LaFreniere as Dewdrop in The Nutcracker. Photo by Paul Kolnik, Courtesy NYCB

On the Rise: Isabella LaFreniere

Isabella LaFreniere dances like a beam of light. A member of New York City Ballet's corps since 2014, LaFreniere, 5' 8", is a technical powerhouse who exudes a sweet radiance: It's no surprise to learn that while she hasn't danced many principal roles yet, she is being primed for them in the studio. One is Balanchine's Tschaikovsky Piano Concerto No. 2. As ballet master Jonathan Stafford puts it, "That's a ballerina role big time."

Company: New York City Ballet

Age: 21

Hometown: Lambertville, Michigan

Training: Northeast Academy of Dance (Oscoda, Michigan), Southold Dance Theater (South Bend, Indiana), Joffrey Academy of Dance (Chicago) and the School of American Ballet

Accolades: 2013 Mae L. Wien Award

LaFreniere in Balanchine's Harlequinade. Photo by Paul Kolnik, Courtesy NYCB.

Ballet battle wound: Growing up, LaFreniere wanted to be just like her older sister. "That meant that I had to do ballet," she says. "When I was 2, she had just learned how to do pirouettes. I was like, 'I can do that too.' I fell over and cracked my forehead open." She still has a scar to prove it.

Breakout moment: Although LaFreniere made her Dewdrop debut in last December's Nutcracker, she doesn't consider it her breakout. "Getting into the corps is such a learning experience," she says. "You learn how to be your number-one advocate, because no one else is going to push for you." Conversely, she's also learned how to work with a group. "I don't know if that's a breakout, but it is a mental and emotional breakthrough."

"She has everything that we're looking for

to be a ballerina for these epic

Balanchine ballets." —Jonathan Stafford

Right brain, left brain: LaFreniere is currently taking corporate finance at Fordham University and says she got the "math gene" from her parents, who are both electrical engineers. "I like number crunching. Ballet is so subjective, but in math, two plus two always equals four."

LaFreniere as Dewdrop. Photo by Paul Kolnik, Courtesy NYCB

Learning from a setback: While rehearsing for the lead in Firebird, LaFreniere was sidelined by a severely strained lower back and had to cancel her debut. "It was such a bummer," she says. "But I learned who to seek out for doctors. I've really been able to find a solid team that's going to hopefully carry me through my career."

What others are saying: "For her, we see a really high ceiling," says Stafford. "She's a very clean, strong dancer, and she has a nice quality to her movement. If she ends up making it to principal one day, I think she'll be a great role model for younger dancers."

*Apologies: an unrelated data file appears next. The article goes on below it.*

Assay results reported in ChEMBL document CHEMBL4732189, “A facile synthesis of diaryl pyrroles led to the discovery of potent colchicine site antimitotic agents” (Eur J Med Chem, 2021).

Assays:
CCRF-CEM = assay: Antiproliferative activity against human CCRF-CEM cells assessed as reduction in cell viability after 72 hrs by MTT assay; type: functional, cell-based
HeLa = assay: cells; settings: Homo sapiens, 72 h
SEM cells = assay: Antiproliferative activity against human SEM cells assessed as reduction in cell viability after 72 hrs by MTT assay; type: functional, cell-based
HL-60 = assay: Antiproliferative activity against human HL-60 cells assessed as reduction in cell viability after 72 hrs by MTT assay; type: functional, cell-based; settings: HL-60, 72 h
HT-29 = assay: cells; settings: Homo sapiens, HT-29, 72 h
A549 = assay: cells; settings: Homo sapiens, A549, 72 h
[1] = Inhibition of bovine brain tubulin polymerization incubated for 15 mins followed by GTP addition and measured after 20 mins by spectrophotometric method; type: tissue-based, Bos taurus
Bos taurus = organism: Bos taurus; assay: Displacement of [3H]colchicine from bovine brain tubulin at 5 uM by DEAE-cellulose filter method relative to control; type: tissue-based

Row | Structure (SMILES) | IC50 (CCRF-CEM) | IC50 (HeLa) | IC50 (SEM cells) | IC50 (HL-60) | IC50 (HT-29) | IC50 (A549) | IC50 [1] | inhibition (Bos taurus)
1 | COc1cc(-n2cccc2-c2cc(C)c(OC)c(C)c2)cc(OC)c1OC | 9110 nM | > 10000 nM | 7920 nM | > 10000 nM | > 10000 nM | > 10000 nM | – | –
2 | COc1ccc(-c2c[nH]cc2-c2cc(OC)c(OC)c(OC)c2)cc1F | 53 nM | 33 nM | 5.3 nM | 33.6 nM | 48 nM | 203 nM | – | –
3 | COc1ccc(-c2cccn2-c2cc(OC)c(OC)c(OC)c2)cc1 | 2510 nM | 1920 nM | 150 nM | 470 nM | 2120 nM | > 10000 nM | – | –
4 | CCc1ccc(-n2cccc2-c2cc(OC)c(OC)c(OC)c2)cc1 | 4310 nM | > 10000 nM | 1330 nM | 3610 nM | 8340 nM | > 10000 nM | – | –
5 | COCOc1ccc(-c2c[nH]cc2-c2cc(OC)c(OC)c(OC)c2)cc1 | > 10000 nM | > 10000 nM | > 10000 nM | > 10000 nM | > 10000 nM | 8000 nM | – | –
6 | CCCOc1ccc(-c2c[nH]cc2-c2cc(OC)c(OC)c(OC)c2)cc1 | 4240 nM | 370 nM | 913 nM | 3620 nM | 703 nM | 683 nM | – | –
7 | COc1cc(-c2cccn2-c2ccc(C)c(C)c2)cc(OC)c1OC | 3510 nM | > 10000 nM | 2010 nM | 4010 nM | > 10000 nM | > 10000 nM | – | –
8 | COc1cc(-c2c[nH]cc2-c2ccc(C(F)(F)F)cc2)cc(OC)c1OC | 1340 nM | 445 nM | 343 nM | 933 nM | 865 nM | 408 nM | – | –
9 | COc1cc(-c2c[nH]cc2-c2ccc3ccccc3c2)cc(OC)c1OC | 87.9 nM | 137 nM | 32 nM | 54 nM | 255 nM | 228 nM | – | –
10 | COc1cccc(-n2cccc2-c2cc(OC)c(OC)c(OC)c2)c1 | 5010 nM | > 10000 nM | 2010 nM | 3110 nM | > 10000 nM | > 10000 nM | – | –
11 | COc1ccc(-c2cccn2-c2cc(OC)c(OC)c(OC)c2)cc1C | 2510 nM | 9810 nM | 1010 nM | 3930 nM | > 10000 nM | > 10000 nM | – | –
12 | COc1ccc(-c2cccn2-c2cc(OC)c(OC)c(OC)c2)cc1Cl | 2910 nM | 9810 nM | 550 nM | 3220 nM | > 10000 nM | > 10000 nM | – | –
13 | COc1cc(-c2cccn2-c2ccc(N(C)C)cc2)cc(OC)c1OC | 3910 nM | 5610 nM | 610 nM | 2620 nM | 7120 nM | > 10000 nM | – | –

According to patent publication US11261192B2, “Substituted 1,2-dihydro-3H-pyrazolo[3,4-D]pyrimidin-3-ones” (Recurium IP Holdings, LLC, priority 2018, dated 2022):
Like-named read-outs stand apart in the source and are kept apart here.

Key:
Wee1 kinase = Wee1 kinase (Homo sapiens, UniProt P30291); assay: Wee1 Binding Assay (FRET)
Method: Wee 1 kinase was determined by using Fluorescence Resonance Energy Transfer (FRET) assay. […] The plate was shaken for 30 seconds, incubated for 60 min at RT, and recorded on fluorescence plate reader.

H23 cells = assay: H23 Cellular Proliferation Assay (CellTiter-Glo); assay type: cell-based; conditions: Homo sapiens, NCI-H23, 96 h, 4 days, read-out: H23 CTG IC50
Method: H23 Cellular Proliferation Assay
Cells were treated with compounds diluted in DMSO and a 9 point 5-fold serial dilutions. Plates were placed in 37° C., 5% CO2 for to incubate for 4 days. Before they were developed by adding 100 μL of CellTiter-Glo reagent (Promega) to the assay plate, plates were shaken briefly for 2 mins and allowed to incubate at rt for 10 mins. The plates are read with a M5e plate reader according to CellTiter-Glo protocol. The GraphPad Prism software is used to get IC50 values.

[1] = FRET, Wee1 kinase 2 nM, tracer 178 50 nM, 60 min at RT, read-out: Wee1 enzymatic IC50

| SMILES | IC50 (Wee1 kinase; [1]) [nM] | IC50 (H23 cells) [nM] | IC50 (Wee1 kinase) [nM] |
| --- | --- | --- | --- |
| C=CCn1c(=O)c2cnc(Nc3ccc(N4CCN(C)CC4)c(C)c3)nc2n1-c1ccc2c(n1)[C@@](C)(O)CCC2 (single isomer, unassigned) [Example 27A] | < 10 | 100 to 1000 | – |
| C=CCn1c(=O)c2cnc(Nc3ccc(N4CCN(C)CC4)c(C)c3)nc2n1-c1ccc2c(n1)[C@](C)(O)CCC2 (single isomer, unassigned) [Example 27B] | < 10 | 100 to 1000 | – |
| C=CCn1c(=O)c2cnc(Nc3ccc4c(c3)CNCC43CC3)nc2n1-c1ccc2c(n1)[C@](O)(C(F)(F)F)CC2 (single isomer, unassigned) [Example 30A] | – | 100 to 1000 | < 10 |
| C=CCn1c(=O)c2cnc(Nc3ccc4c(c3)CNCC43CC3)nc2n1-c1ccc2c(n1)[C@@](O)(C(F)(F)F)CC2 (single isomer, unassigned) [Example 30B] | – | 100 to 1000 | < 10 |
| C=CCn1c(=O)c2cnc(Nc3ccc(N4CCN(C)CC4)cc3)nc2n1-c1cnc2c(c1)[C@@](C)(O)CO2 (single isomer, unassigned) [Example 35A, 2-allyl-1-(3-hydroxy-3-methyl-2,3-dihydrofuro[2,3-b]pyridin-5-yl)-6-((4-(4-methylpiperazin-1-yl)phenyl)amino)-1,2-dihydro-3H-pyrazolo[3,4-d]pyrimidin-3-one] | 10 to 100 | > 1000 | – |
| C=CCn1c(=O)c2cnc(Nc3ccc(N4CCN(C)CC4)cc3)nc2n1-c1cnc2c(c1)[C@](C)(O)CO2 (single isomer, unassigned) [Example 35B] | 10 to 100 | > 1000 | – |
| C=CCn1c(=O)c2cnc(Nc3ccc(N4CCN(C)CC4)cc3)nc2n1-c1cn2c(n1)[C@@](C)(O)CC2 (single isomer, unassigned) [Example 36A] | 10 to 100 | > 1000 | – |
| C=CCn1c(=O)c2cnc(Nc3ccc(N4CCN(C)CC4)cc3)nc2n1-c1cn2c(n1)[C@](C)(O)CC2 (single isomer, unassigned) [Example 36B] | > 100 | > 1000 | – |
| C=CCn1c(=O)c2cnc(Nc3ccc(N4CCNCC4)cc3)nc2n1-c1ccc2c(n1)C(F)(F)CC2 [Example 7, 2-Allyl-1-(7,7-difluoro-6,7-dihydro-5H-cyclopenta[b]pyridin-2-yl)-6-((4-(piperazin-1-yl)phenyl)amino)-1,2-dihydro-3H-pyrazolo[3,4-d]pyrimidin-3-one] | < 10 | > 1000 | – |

Latest Posts

Getty Images

How Can We Confront Implicit Bias? The Director of Jacob's Pillow Shares Her Ideas

At Jacob's Pillow's June gala, something happened that outraged me: A patron who identifies as black/biracial felt a white man seated behind her touch her tightly coiled hair. When she ignored him, he audibly complained that her hair would block his view of the stage. At dinner, the patron was further subjected to a series of objectifying questions. "What are you?" asked the white woman sitting next to her. Not "who are you," but a dehumanizing "what." "Who was black? Was it your mother or your father? What do your children look like?"

Jodi Melnick and Marc Happel presenting to Sara Mearns. Photo by Christopher Duggan

The Dance Magazine Awards Celebrate Everything We Love About Dance

What a night. The Dance Magazine Awards yesterday at the Ailey Citigroup Theater was jam-packed with love for dance.

From legendary icons to early-career choreographers we can't stop obsessing over, the Dance Magazine Awards, presented by the Dance Media Foundation, recognized a wide spectrum of our field.

And with more performances than ever before, the night was an incredible celebration of the dance community. As host Wendy Perron pointed out, in many ways, we doubled the usual fun this year: Some honorees had two performances, some had two presenters, and David Gordon and Valda Setterfield were themselves, well, two awardees.

Clockwise from top left: Courtesy FX; TAS Rights Management, Courtesy Premium PR; Erin Baiano, Courtesy New York City Ballet; Larry Horrocks, Courtesy Sony Pictures Classics; Angela Sterling, Courtesy Boston Ballet; Courtesy Spotlight Cinema Networks

These Are the Dance Moments Our Readers Loved the Most This Year

We asked for your nominations, compiled your suggestions and let you vote on your favorite dance moments of 2019. Here's what you chose:

Enter Our Video Contest